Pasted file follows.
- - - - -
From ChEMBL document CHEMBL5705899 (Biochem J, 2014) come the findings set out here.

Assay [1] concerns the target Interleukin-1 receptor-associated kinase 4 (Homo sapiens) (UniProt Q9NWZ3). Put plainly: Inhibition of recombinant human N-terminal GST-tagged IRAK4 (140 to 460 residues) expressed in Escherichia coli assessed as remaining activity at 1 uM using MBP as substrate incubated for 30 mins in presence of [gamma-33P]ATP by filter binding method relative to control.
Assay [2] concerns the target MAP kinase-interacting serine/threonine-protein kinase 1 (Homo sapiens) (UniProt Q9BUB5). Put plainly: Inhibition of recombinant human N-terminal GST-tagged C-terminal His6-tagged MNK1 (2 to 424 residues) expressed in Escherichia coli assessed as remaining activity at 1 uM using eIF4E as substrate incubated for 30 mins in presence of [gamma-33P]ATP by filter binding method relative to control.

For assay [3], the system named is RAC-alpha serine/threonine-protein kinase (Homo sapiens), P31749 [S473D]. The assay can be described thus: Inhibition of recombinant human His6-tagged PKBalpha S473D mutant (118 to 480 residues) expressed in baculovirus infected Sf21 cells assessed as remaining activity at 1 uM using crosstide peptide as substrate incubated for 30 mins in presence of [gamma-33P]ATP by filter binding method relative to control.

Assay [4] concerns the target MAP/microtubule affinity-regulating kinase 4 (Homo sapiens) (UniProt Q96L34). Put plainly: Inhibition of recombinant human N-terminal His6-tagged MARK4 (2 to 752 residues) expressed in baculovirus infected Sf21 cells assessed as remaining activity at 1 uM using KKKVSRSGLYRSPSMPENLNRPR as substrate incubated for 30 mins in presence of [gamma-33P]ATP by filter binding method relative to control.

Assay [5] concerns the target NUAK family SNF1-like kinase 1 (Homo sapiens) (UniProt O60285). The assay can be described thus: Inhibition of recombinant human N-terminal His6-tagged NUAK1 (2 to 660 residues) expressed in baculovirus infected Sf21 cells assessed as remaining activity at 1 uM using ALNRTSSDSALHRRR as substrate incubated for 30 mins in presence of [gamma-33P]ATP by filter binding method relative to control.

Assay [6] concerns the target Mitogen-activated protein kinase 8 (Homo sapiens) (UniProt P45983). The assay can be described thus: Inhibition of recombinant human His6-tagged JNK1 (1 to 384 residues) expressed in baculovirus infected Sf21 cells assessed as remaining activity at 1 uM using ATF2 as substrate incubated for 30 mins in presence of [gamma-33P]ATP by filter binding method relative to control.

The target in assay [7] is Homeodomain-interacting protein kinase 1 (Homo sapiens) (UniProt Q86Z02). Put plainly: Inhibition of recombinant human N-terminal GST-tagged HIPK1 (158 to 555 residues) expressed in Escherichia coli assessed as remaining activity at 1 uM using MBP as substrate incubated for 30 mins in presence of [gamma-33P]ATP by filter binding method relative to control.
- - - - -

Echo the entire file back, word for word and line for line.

From ChEMBL document CHEMBL5705899 (Biochem J, 2014) come the findings set out here.

Assay [1] concerns the target Interleukin-1 receptor-associated kinase 4 (Homo sapiens) (UniProt Q9NWZ3). Put plainly: Inhibition of recombinant human N-terminal GST-tagged IRAK4 (140 to 460 residues) expressed in Escherichia coli assessed as remaining activity at 1 uM using MBP as substrate incubated for 30 mins in presence of [gamma-33P]ATP by filter binding method relative to control.
Assay [2] concerns the target MAP kinase-interacting serine/threonine-protein kinase 1 (Homo sapiens) (UniProt Q9BUB5). Put plainly: Inhibition of recombinant human N-terminal GST-tagged C-terminal His6-tagged MNK1 (2 to 424 residues) expressed in Escherichia coli assessed as remaining activity at 1 uM using eIF4E as substrate incubated for 30 mins in presence of [gamma-33P]ATP by filter binding method relative to control.

For assay [3], the system named is RAC-alpha serine/threonine-protein kinase (Homo sapiens), P31749 [S473D]. The assay can be described thus: Inhibition of recombinant human His6-tagged PKBalpha S473D mutant (118 to 480 residues) expressed in baculovirus infected Sf21 cells assessed as remaining activity at 1 uM using crosstide peptide as substrate incubated for 30 mins in presence of [gamma-33P]ATP by filter binding method relative to control.

Assay [4] concerns the target MAP/microtubule affinity-regulating kinase 4 (Homo sapiens) (UniProt Q96L34). Put plainly: Inhibition of recombinant human N-terminal His6-tagged MARK4 (2 to 752 residues) expressed in baculovirus infected Sf21 cells assessed as remaining activity at 1 uM using KKKVSRSGLYRSPSMPENLNRPR as substrate incubated for 30 mins in presence of [gamma-33P]ATP by filter binding method relative to control.

Assay [5] concerns the target NUAK family SNF1-like kinase 1 (Homo sapiens) (UniProt O60285). The assay can be described thus: Inhibition of recombinant human N-terminal His6-tagged NUAK1 (2 to 660 residues) expressed in baculovirus infected Sf21 cells assessed as remaining activity at 1 uM using ALNRTSSDSALHRRR as substrate incubated for 30 mins in presence of [gamma-33P]ATP by filter binding method relative to control.

Assay [6] concerns the target Mitogen-activated protein kinase 8 (Homo sapiens) (UniProt P45983). The assay can be described thus: Inhibition of recombinant human His6-tagged JNK1 (1 to 384 residues) expressed in baculovirus infected Sf21 cells assessed as remaining activity at 1 uM using ATF2 as substrate incubated for 30 mins in presence of [gamma-33P]ATP by filter binding method relative to control.

The target in assay [7] is Homeodomain-interacting protein kinase 1 (Homo sapiens) (UniProt Q86Z02). Put plainly: Inhibition of recombinant human N-terminal GST-tagged HIPK1 (158 to 555 residues) expressed in Escherichia coli assessed as remaining activity at 1 uM using MBP as substrate incubated for 30 mins in presence of [gamma-33P]ATP by filter binding method relative to control.